Criminals Owe Debt to Victims, Not Society


Most people realize that the court and penal systems in North America are seriously broken and must be fixed. With the possible exception of China, the United States currently imprisons more of its population than any other nation: the Bureau of Justice Statistics reports 2,033,331 imprisoned as of December 31, 2002.

And the tax burden for doing so is staggering. The answer to both problems may lie in one word: restitution.

Or two words—victim’s rights.

Solutions to the expense and other social costs of imprisonment abound, including “private” prisons and the repeal of victimless crimes. [Please see the book, Changing the Guard: Private Prisons and the Control of Crime.]

Without dismissing those approaches, I would like to challenge a basic concept in the law. Namely, that criminals owe a debt to society. I believe an individual who commits a crime owes a debt—that is, restitution—to the individual who has been harmed.

For years, I’ve argued against the idea that categories of people commit crime—e.g. “men” are rapists, “men” commit domestic violence, “whites” oppress minorities. Equally, I reject the idea that a category such as “society” can be a victim in any legally meaningful sense. Categories do not swing fists, rape, and murder: individuals do. Categories are not battered, violated, and killed: individuals are. The real victims deserve to be the focus of law. [Please see the book, To Serve and Protect: Privatization and Community in Criminal Justice.]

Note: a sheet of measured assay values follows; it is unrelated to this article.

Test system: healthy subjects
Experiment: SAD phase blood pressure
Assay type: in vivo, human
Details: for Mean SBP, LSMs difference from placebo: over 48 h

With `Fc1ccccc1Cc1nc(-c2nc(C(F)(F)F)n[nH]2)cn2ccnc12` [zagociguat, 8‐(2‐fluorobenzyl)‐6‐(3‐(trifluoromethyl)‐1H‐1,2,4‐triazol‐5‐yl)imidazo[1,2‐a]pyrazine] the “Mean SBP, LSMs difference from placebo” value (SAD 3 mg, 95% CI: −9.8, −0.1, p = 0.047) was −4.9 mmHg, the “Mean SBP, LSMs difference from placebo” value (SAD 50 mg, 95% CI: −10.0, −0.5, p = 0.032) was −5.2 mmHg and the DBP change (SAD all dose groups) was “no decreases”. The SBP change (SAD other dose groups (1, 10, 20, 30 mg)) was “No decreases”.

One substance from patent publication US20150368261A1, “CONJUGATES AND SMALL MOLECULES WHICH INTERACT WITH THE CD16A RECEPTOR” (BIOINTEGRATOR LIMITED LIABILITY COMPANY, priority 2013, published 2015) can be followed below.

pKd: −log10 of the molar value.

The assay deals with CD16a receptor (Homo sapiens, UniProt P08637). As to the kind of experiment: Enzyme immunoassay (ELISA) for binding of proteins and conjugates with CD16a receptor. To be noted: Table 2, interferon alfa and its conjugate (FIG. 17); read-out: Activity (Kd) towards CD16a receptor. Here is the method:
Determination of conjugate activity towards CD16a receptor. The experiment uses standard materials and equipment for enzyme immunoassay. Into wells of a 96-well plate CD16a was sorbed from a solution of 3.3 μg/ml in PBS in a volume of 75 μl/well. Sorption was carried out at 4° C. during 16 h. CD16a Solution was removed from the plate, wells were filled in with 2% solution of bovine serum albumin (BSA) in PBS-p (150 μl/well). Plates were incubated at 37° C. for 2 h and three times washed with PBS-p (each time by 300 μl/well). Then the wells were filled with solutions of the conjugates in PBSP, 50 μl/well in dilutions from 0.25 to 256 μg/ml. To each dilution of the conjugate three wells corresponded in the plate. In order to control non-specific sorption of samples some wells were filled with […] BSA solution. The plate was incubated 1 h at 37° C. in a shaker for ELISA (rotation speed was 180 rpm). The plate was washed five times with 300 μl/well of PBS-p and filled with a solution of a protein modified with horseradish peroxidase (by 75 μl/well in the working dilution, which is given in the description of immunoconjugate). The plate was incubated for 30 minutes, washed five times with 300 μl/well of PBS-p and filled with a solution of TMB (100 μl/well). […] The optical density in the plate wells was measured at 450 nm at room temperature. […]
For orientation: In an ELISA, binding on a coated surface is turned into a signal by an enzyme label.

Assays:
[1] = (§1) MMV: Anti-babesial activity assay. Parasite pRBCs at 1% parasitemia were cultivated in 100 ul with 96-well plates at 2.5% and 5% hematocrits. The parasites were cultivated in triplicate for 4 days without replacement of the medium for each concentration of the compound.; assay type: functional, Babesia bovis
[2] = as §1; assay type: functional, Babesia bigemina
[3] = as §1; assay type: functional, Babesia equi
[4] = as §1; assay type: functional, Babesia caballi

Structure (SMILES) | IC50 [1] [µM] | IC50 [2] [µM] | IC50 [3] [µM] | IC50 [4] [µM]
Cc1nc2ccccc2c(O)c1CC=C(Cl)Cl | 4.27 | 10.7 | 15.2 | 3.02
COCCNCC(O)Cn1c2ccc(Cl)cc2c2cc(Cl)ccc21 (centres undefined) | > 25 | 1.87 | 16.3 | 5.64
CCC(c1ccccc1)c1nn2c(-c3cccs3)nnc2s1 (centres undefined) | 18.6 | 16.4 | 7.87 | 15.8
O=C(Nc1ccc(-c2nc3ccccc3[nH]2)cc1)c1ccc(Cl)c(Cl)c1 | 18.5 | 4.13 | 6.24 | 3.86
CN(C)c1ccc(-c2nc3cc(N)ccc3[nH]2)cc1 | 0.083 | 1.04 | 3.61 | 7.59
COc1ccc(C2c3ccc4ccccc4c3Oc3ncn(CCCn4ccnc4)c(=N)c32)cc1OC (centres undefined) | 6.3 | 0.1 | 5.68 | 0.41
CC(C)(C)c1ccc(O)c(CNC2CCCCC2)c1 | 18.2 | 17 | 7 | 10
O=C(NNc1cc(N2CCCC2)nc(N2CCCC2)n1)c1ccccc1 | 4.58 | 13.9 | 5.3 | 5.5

Repaying individuals for their injuries is associated with the civil courts, which traditionally handle private and nonviolent matters such as contract disputes. Civil judgments attempt to restore to individuals what they have lost or, at least, to provide whatever compensation is possible. Often, court costs can be assessed against those found “guilty.”

Repaying society is associated with the criminal courts, which handle violence such as rape and murder. Criminal judgments do not attempt to compensate the individuals harmed except, perhaps, by providing the satisfaction of seeing someone punished. Indeed, as taxpayers, the victims themselves pay for that satisfaction by supporting an expensive judicial and prison system.

I believe both civil and criminal court systems should aim at compensating the victim.What would a criminal system organized around restitution look like? No one knows. The current system has evolved, for better or worse, over centuries and circumstances. Any other system would do the same. But it is possible to sketch a working hypothesis that gets the discussion rolling.

A criminal court that focused on restitution would force those convicted to repay their victims not only for direct financial losses but also in compensation for emotional trauma. Criminals would bear the cost of court proceedings and of collecting any restitution that is not rendered voluntarily. If criminals did not have the means to pay a judgment or could not be trusted to do so over time, they could be monitored or confined to an institution for the sole purpose of working to earn that compensation and to pay the cost of confinement. The taxpayer would be taken out of the loop.